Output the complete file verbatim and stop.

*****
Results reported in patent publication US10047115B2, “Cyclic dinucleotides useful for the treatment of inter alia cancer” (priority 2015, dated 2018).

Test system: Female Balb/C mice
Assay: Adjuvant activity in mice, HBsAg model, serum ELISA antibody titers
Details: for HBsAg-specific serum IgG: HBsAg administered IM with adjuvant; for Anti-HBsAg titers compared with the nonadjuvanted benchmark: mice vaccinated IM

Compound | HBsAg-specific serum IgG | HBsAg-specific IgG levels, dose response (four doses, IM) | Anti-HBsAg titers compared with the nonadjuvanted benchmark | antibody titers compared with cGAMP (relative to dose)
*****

Results reported in patent publication US10047115B2, “Cyclic dinucleotides useful for the treatment of inter alia cancer” (priority 2015, dated 2018).

Test system: Female Balb/C mice
Assay: Adjuvant activity in mice, HBsAg model, serum ELISA antibody titers
Details: for HBsAg-specific serum IgG: HBsAg administered IM with adjuvant; for Anti-HBsAg titers compared with the nonadjuvanted benchmark: mice vaccinated IM

Compound | HBsAg-specific serum IgG | HBsAg-specific IgG levels, dose response (four doses, IM) | Anti-HBsAg titers compared with the nonadjuvanted benchmark | antibody titers compared with cGAMP (relative to dose)